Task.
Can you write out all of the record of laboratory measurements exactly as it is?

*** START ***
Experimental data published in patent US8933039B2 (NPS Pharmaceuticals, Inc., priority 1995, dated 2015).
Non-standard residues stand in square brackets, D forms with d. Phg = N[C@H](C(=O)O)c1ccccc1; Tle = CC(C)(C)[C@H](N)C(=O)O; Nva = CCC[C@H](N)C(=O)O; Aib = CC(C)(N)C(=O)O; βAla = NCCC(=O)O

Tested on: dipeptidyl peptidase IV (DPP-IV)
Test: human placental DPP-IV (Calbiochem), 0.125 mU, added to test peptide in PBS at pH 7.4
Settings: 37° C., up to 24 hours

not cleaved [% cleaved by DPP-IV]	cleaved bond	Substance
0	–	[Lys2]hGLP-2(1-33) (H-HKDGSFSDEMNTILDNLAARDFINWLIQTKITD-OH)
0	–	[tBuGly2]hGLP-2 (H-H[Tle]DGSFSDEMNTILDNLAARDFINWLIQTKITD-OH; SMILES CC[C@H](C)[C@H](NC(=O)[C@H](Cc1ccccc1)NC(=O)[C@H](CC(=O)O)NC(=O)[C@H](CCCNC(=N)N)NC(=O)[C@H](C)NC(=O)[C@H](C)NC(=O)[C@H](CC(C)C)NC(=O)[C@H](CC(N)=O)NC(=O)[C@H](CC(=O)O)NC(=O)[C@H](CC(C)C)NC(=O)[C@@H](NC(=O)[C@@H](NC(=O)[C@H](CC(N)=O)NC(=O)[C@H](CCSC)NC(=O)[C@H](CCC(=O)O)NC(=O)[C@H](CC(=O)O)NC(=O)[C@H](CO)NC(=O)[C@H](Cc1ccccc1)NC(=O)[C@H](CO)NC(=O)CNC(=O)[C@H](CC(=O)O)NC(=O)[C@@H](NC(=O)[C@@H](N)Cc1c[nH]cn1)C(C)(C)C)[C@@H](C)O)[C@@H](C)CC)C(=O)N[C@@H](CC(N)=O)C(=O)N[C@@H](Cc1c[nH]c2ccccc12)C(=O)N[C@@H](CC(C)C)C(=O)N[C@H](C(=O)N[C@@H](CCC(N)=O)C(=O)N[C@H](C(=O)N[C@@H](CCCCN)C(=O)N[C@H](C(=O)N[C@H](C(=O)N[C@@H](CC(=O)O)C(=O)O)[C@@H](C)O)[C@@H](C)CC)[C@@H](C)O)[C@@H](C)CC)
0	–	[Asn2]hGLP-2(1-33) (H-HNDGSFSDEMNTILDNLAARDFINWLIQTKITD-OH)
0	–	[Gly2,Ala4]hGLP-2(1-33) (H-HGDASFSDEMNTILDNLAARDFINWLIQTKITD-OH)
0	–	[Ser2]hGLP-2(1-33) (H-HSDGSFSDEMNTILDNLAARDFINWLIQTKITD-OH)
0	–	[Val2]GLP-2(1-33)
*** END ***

Experimental data published in patent US8933039B2 (NPS Pharmaceuticals, Inc., priority 1995, dated 2015).
Non-standard residues stand in square brackets, D forms with d. Phg = N[C@H](C(=O)O)c1ccccc1; Tle = CC(C)(C)[C@H](N)C(=O)O; Nva = CCC[C@H](N)C(=O)O; Aib = CC(C)(N)C(=O)O; βAla = NCCC(=O)O

Tested on: dipeptidyl peptidase IV (DPP-IV)
Test: human placental DPP-IV (Calbiochem), 0.125 mU, added to test peptide in PBS at pH 7.4
Settings: 37° C., up to 24 hours

not cleaved [% cleaved by DPP-IV]	cleaved bond	Substance
0	–	[Lys2]hGLP-2(1-33) (H-HKDGSFSDEMNTILDNLAARDFINWLIQTKITD-OH)
0	–	[tBuGly2]hGLP-2 (H-H[Tle]DGSFSDEMNTILDNLAARDFINWLIQTKITD-OH; SMILES CC[C@H](C)[C@H](NC(=O)[C@H](Cc1ccccc1)NC(=O)[C@H](CC(=O)O)NC(=O)[C@H](CCCNC(=N)N)NC(=O)[C@H](C)NC(=O)[C@H](C)NC(=O)[C@H](CC(C)C)NC(=O)[C@H](CC(N)=O)NC(=O)[C@H](CC(=O)O)NC(=O)[C@H](CC(C)C)NC(=O)[C@@H](NC(=O)[C@@H](NC(=O)[C@H](CC(N)=O)NC(=O)[C@H](CCSC)NC(=O)[C@H](CCC(=O)O)NC(=O)[C@H](CC(=O)O)NC(=O)[C@H](CO)NC(=O)[C@H](Cc1ccccc1)NC(=O)[C@H](CO)NC(=O)CNC(=O)[C@H](CC(=O)O)NC(=O)[C@@H](NC(=O)[C@@H](N)Cc1c[nH]cn1)C(C)(C)C)[C@@H](C)O)[C@@H](C)CC)C(=O)N[C@@H](CC(N)=O)C(=O)N[C@@H](Cc1c[nH]c2ccccc12)C(=O)N[C@@H](CC(C)C)C(=O)N[C@H](C(=O)N[C@@H](CCC(N)=O)C(=O)N[C@H](C(=O)N[C@@H](CCCCN)C(=O)N[C@H](C(=O)N[C@H](C(=O)N[C@@H](CC(=O)O)C(=O)O)[C@@H](C)O)[C@@H](C)CC)[C@@H](C)O)[C@@H](C)CC)
0	–	[Asn2]hGLP-2(1-33) (H-HNDGSFSDEMNTILDNLAARDFINWLIQTKITD-OH)
0	–	[Gly2,Ala4]hGLP-2(1-33) (H-HGDASFSDEMNTILDNLAARDFINWLIQTKITD-OH)
0	–	[Ser2]hGLP-2(1-33) (H-HSDGSFSDEMNTILDNLAARDFINWLIQTKITD-OH)
0	–	[Val2]GLP-2(1-33)